Nigerian President Goodluck Jonathan on Wednesday banned the country’s soccer team from international competition for two years following their poor showing at the World Cup, his office said.
“President Goodluck Jonathan has directed that Nigeria withdraws from international competition for two years to enable the country to put its house in order,” spokesman Ima Niboro said after a weekly Cabinet meeting.
Nigeria finished bottom of group in South Africa with just one point from three matches after they lost to Argentina and Greece and drew with South Korea.
Rotimi Amaechi, governor of a key oil-producing state, Rivers, who heads a special presidential task force on the World Cup campaign which includes football association officials and former players such as John Fashanu, said Nigeria would write to soccer’s world governing body FIFA to explain its decision.
“We went to the World Cup and found all sorts of problems and we felt we should sit back and look inward,” Amaechi said.
Jonathan also ordered an audit into how the funds allocated for the team at the World Cup were used.
The decision will put Nigeria on a collision course with FIFA, which takes a dim view of any political interference in the independent running of national federations.
“We have not received any official information on this subject. However, in general, the position of FIFA concerning political interference is well known,” a statement released in Johannesburg said.
FIFA has already voiced its opposition to French government involvement as the fall-out from the 1998 champions’ first round exit continues.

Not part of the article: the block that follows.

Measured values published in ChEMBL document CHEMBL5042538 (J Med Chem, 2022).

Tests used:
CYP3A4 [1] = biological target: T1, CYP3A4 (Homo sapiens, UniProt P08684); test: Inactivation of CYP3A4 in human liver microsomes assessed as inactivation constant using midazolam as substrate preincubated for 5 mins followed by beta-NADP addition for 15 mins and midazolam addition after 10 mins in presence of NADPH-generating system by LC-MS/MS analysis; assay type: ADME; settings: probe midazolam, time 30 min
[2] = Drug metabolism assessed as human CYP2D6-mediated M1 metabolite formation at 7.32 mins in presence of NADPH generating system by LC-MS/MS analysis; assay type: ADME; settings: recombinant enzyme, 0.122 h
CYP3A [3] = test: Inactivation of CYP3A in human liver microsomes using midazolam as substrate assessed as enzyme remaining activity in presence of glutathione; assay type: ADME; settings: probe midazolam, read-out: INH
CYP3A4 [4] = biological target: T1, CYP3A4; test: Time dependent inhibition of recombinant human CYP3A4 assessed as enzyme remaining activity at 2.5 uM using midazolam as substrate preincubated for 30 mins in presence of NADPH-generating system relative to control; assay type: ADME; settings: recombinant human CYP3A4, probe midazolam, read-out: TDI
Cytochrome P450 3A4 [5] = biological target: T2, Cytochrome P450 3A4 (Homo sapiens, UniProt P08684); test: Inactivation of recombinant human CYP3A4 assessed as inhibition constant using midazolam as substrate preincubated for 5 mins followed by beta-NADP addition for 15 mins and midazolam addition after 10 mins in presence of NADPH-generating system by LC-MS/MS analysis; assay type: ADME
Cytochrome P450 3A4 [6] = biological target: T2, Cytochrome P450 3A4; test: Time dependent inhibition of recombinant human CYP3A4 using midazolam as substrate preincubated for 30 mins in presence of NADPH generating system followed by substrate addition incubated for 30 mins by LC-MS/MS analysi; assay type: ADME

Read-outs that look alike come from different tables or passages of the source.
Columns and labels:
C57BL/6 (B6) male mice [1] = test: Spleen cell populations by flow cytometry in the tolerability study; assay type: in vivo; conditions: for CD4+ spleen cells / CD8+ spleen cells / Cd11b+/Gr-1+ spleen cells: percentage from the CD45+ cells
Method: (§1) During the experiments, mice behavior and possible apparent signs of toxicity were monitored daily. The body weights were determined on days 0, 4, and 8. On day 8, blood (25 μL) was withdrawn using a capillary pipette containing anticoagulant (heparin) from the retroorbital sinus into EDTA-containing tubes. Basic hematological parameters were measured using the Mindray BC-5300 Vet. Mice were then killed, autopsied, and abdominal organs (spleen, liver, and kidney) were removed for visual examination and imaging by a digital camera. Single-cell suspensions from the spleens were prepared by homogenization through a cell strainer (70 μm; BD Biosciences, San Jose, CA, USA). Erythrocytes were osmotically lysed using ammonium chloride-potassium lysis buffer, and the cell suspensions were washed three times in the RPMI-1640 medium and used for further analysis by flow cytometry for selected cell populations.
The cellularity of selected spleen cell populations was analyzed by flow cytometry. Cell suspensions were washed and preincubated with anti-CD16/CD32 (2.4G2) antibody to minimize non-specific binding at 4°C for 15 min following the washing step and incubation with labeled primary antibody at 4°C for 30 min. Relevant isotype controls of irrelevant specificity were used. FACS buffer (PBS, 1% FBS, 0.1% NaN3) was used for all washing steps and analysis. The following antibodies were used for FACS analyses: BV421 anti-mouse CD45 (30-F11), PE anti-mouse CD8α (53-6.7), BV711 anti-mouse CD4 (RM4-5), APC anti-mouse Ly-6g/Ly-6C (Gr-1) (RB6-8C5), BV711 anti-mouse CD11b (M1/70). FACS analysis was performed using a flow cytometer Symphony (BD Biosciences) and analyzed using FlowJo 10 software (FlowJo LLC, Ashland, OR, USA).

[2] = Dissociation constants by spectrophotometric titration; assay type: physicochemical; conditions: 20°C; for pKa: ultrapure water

Raymond Domenech’s squad crashed out of the tournament after losing 2-1 to South Africa bringing the curtain down on a dreadful campaign that saw a players’ strike, insults hurled at the coach and a volley of criticism from politicians.
On Wednesday, French lawmakers summoned Domenech and ex-French Football Federation president Jean-Pierre Escalettes to address a hearing of a parliamentary commission into France’s World Cup debacle.
After the hearing, Domenech and Espalettes left the National Assembly through a side door, carefully avoiding reporters.
Lawmakers said Domenech blamed L’Equipe newspaper, which printed details of Anelka’s tirade, for the disarray.
Domenech also said the paper misquoted the player.
Lawmaker Lionel Tardy, reporting on the closed-door hearing live on Twitter, quoted Escalettes as voicing his “shame” at the “rotten, spoiled brats” on the French team.
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